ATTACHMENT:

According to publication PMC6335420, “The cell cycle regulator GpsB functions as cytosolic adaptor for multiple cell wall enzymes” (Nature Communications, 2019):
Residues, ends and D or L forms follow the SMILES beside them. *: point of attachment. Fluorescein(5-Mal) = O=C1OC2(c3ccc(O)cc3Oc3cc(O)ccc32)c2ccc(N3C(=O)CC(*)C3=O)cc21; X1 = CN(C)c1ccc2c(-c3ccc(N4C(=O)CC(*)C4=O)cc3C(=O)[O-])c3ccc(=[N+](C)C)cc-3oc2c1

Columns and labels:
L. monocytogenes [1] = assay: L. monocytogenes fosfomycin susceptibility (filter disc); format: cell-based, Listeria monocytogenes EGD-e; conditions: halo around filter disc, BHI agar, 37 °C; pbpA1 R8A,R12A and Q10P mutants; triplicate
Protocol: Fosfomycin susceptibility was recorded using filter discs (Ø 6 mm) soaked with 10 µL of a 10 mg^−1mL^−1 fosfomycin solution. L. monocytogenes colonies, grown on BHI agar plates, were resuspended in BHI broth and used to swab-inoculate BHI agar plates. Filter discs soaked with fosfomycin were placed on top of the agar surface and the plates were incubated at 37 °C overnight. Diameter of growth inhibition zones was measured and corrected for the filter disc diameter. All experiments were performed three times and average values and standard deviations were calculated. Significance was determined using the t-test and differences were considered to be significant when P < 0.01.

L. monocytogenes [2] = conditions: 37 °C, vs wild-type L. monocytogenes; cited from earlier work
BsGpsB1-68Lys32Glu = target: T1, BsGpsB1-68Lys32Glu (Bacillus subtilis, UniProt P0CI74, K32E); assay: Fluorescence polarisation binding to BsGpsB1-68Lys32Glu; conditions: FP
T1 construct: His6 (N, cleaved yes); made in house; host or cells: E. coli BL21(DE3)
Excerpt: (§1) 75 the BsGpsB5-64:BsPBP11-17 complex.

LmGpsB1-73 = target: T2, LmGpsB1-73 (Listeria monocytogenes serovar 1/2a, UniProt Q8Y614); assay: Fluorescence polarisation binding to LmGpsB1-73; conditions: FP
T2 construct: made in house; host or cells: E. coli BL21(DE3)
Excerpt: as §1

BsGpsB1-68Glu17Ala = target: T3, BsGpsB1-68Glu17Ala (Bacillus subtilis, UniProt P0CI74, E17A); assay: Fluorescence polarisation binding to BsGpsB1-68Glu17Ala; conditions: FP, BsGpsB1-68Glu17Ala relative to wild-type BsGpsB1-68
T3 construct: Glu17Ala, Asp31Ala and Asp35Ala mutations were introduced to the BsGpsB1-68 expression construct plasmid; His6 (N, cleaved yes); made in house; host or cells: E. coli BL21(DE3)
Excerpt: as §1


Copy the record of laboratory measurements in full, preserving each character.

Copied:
According to publication PMC6335420, “The cell cycle regulator GpsB functions as cytosolic adaptor for multiple cell wall enzymes” (Nature Communications, 2019):
Residues, ends and D or L forms follow the SMILES beside them. *: point of attachment. Fluorescein(5-Mal) = O=C1OC2(c3ccc(O)cc3Oc3cc(O)ccc32)c2ccc(N3C(=O)CC(*)C3=O)cc21; X1 = CN(C)c1ccc2c(-c3ccc(N4C(=O)CC(*)C4=O)cc3C(=O)[O-])c3ccc(=[N+](C)C)cc-3oc2c1

Columns and labels:
L. monocytogenes [1] = assay: L. monocytogenes fosfomycin susceptibility (filter disc); format: cell-based, Listeria monocytogenes EGD-e; conditions: halo around filter disc, BHI agar, 37 °C; pbpA1 R8A,R12A and Q10P mutants; triplicate
Protocol: Fosfomycin susceptibility was recorded using filter discs (Ø 6 mm) soaked with 10 µL of a 10 mg^−1mL^−1 fosfomycin solution. L. monocytogenes colonies, grown on BHI agar plates, were resuspended in BHI broth and used to swab-inoculate BHI agar plates. Filter discs soaked with fosfomycin were placed on top of the agar surface and the plates were incubated at 37 °C overnight. Diameter of growth inhibition zones was measured and corrected for the filter disc diameter. All experiments were performed three times and average values and standard deviations were calculated. Significance was determined using the t-test and differences were considered to be significant when P < 0.01.

L. monocytogenes [2] = conditions: 37 °C, vs wild-type L. monocytogenes; cited from earlier work
BsGpsB1-68Lys32Glu = target: T1, BsGpsB1-68Lys32Glu (Bacillus subtilis, UniProt P0CI74, K32E); assay: Fluorescence polarisation binding to BsGpsB1-68Lys32Glu; conditions: FP
T1 construct: His6 (N, cleaved yes); made in house; host or cells: E. coli BL21(DE3)
Excerpt: (§1) 75 the BsGpsB5-64:BsPBP11-17 complex.

LmGpsB1-73 = target: T2, LmGpsB1-73 (Listeria monocytogenes serovar 1/2a, UniProt Q8Y614); assay: Fluorescence polarisation binding to LmGpsB1-73; conditions: FP
T2 construct: made in house; host or cells: E. coli BL21(DE3)
Excerpt: as §1

BsGpsB1-68Glu17Ala = target: T3, BsGpsB1-68Glu17Ala (Bacillus subtilis, UniProt P0CI74, E17A); assay: Fluorescence polarisation binding to BsGpsB1-68Glu17Ala; conditions: FP, BsGpsB1-68Glu17Ala relative to wild-type BsGpsB1-68
T3 construct: Glu17Ala, Asp31Ala and Asp35Ala mutations were introduced to the BsGpsB1-68 expression construct plasmid; His6 (N, cleaved yes); made in house; host or cells: E. coli BL21(DE3)
Excerpt: as §1